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Cordray Raises Heat Level in Arbitration Ban Debate

Phil Hall
Oct 22, 2015
Richard Cordray, who rarely acknowledged criticism of his leadership skills when he was Director of the Consumer Financial Protection Bureau (CFPB), launched into an epic Twitter rant

The Consumer Financial Protection Bureau (CFPB) is pushing ahead with its efforts to unilaterally ban the use of so-called “free pass” arbitration clauses by financial services providers.

In a speech before the regulatory agency’s Consumer Advisory Board, CFPB Director Richard Cordray made it more than clear where he stood on the subject.

“Companies have been able to use these obscure clauses to rig the game against their customers to avoid group lawsuits,” Cordray stated. “Group lawsuits can result in substantial relief for many consumers and create the leverage to bring about much-needed changes in business practices. But by inserting the free pass into their consumer financial contracts, companies can sidestep the legal system, avoid big refunds, and continue to pursue profitable practices that may violate the law and harm consumers on a large scale.”

Although the CFPB has not officially presented any proposed regulation related to this aspect of arbitration, Cordray gave the impression that the language of any new proposal was chiseled in regulatory stone.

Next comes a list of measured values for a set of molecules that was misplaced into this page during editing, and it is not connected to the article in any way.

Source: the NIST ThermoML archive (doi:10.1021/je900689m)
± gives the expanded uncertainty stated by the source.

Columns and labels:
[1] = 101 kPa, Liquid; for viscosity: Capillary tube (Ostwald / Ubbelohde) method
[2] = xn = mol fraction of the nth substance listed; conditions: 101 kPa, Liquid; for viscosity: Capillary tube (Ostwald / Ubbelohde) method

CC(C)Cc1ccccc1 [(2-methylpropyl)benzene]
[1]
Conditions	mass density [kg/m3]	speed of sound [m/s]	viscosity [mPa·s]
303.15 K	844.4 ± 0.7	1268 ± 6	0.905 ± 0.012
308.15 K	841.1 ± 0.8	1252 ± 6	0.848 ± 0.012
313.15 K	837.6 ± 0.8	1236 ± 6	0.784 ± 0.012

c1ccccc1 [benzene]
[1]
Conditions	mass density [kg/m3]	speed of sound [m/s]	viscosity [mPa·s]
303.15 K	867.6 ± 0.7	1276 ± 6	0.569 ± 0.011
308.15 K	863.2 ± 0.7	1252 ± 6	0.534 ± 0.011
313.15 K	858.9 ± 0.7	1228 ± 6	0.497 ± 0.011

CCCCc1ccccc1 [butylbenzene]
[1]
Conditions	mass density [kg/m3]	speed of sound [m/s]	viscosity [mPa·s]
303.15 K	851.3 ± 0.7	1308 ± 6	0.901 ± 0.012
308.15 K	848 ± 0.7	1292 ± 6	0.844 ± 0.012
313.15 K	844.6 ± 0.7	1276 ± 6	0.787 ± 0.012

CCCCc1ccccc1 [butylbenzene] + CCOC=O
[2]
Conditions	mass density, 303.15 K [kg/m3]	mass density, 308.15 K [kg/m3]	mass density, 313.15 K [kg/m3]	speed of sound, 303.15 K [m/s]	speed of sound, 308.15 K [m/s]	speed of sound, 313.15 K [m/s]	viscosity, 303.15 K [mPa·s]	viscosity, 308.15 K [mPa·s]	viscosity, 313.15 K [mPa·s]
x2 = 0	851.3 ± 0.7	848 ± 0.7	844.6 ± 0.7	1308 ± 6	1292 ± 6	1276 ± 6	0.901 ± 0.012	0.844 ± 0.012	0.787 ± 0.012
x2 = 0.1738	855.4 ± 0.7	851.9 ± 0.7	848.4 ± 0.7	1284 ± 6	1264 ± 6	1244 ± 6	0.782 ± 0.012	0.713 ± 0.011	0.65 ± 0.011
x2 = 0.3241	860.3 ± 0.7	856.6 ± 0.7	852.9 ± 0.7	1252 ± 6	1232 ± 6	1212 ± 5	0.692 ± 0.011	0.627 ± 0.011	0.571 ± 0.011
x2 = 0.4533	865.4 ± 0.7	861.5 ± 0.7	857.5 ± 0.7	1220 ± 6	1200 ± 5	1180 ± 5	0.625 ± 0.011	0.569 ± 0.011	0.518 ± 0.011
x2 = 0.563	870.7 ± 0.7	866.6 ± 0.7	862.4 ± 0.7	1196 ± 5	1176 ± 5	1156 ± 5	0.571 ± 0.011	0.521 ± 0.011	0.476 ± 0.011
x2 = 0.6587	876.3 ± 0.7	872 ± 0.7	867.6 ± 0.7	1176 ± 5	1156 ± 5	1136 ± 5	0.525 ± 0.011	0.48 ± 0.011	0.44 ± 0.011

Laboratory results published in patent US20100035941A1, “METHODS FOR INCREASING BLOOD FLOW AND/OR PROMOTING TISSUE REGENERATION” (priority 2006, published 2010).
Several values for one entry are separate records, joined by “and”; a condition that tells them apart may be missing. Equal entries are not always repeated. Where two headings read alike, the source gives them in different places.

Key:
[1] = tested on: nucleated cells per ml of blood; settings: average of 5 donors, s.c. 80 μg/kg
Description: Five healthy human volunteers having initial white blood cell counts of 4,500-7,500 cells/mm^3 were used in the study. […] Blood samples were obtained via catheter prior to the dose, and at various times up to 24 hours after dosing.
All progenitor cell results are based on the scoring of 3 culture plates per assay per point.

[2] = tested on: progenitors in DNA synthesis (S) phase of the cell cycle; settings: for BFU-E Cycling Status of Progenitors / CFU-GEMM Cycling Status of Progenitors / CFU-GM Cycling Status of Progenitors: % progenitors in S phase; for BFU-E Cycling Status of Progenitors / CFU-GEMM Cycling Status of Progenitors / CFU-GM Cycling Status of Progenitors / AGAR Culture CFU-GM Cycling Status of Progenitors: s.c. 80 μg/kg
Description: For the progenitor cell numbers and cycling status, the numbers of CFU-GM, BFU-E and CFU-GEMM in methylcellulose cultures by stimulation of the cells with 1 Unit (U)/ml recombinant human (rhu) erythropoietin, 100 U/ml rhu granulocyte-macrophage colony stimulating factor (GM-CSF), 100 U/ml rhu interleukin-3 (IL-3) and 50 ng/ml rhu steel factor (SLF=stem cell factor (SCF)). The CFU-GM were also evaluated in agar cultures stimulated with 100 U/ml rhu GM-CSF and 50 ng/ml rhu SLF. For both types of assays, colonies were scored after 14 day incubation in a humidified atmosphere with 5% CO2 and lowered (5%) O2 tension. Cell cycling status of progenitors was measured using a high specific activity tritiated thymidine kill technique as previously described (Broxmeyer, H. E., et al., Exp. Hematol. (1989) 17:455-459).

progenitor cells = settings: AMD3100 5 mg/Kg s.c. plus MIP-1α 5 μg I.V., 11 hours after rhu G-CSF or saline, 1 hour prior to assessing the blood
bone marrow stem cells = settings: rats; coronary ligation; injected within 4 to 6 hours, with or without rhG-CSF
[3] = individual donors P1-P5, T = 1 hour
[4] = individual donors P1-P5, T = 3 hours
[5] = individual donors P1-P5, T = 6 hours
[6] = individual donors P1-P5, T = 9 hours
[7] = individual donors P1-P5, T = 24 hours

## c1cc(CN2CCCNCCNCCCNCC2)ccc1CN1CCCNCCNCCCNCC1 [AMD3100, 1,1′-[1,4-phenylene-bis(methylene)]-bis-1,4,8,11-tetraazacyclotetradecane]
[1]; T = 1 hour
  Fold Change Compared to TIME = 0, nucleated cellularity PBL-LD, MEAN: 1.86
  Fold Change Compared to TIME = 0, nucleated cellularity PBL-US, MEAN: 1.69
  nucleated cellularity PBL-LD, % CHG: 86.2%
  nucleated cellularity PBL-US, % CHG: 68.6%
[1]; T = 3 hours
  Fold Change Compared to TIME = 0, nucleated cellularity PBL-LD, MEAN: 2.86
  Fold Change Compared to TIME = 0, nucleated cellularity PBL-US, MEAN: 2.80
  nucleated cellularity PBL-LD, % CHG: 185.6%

“The proposals we have under consideration would require companies to send to the Bureau all claims made by or against them in consumer financial arbitration disputes and any written awards that stem from those filings,” he continued. “By developing comprehensive data on these matters, over time we will be able to refine our evaluation of how such proceedings may affect consumer protection, if at all. In order to create more transparency and spur broader thinking by researchers and other parties, we are considering publishing this information so the public can analyze it as they see fit, consistent with appropriate privacy considerations.”

Cordray did not offer any clue when the proposals would be made public. But in an interview last week with National Mortgage Professional, Alan S. Kaplinsky, head of the Consumer Financial Services Group at Ballard Spahr LLP, questioned whether the CFPB took its congressionally mandated responsibility a bit too far by putting forward a ban without proving there was a serious harm to consumers.

“Congress authorized the CFPB to conduct a study on arbitration in consumer financial services institutions and said that if it found arbitration is not in the public interest, then the bureau has a right to issue a regulation to prohibit it,” said Kaplinsky, who also raised his concerns on the CFPB’s actions at a Denver-based field hearing sponsored by the regulator. “This does not mean they can regulate out of thin air—they can only regulate if their study shows it is necessary to protect consumers. But their own study showed that arbitration is in the public interest and consumers were being protected by it. The regulation they are thinking of issued would be invalid—not because of [recent arbitration-related] Supreme Court cases, but because it was contrary to their study.”

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